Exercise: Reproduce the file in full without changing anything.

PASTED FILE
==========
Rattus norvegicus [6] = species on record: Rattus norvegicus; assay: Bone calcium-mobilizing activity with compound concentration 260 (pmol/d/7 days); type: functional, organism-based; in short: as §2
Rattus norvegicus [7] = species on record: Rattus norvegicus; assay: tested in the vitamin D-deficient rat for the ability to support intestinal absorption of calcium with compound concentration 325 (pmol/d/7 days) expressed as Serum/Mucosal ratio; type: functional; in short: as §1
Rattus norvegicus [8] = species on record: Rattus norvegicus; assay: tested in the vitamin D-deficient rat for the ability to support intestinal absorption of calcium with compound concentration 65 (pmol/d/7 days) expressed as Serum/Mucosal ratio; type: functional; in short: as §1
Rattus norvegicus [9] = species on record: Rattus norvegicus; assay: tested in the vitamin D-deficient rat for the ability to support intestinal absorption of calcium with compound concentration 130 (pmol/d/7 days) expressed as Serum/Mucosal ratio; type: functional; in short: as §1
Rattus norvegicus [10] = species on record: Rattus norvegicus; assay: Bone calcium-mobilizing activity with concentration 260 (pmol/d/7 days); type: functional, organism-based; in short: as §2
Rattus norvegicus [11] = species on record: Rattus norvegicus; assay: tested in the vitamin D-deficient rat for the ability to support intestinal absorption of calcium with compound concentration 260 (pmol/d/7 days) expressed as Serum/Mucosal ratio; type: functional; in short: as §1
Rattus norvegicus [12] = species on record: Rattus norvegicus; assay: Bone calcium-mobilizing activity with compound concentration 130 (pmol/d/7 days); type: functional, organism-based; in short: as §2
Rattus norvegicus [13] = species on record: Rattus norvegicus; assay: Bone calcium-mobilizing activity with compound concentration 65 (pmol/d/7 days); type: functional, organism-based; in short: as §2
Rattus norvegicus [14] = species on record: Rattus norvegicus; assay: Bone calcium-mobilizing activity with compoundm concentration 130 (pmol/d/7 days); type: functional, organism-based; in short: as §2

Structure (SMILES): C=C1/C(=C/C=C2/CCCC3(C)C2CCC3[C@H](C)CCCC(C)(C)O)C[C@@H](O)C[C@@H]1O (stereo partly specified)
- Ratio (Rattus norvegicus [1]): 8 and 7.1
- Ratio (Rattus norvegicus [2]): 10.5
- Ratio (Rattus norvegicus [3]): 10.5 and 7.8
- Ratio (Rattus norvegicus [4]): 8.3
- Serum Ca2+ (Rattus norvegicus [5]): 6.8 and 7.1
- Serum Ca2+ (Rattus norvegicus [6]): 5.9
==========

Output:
Rattus norvegicus [6] = species on record: Rattus norvegicus; assay: Bone calcium-mobilizing activity with compound concentration 260 (pmol/d/7 days); type: functional, organism-based; in short: as §2
Rattus norvegicus [7] = species on record: Rattus norvegicus; assay: tested in the vitamin D-deficient rat for the ability to support intestinal absorption of calcium with compound concentration 325 (pmol/d/7 days) expressed as Serum/Mucosal ratio; type: functional; in short: as §1
Rattus norvegicus [8] = species on record: Rattus norvegicus; assay: tested in the vitamin D-deficient rat for the ability to support intestinal absorption of calcium with compound concentration 65 (pmol/d/7 days) expressed as Serum/Mucosal ratio; type: functional; in short: as §1
Rattus norvegicus [9] = species on record: Rattus norvegicus; assay: tested in the vitamin D-deficient rat for the ability to support intestinal absorption of calcium with compound concentration 130 (pmol/d/7 days) expressed as Serum/Mucosal ratio; type: functional; in short: as §1
Rattus norvegicus [10] = species on record: Rattus norvegicus; assay: Bone calcium-mobilizing activity with concentration 260 (pmol/d/7 days); type: functional, organism-based; in short: as §2
Rattus norvegicus [11] = species on record: Rattus norvegicus; assay: tested in the vitamin D-deficient rat for the ability to support intestinal absorption of calcium with compound concentration 260 (pmol/d/7 days) expressed as Serum/Mucosal ratio; type: functional; in short: as §1
Rattus norvegicus [12] = species on record: Rattus norvegicus; assay: Bone calcium-mobilizing activity with compound concentration 130 (pmol/d/7 days); type: functional, organism-based; in short: as §2
Rattus norvegicus [13] = species on record: Rattus norvegicus; assay: Bone calcium-mobilizing activity with compound concentration 65 (pmol/d/7 days); type: functional, organism-based; in short: as §2
Rattus norvegicus [14] = species on record: Rattus norvegicus; assay: Bone calcium-mobilizing activity with compoundm concentration 130 (pmol/d/7 days); type: functional, organism-based; in short: as §2

Structure (SMILES): C=C1/C(=C/C=C2/CCCC3(C)C2CCC3[C@H](C)CCCC(C)(C)O)C[C@@H](O)C[C@@H]1O (stereo partly specified)
- Ratio (Rattus norvegicus [1]): 8 and 7.1
- Ratio (Rattus norvegicus [2]): 10.5
- Ratio (Rattus norvegicus [3]): 10.5 and 7.8
- Ratio (Rattus norvegicus [4]): 8.3
- Serum Ca2+ (Rattus norvegicus [5]): 6.8 and 7.1
- Serum Ca2+ (Rattus norvegicus [6]): 5.9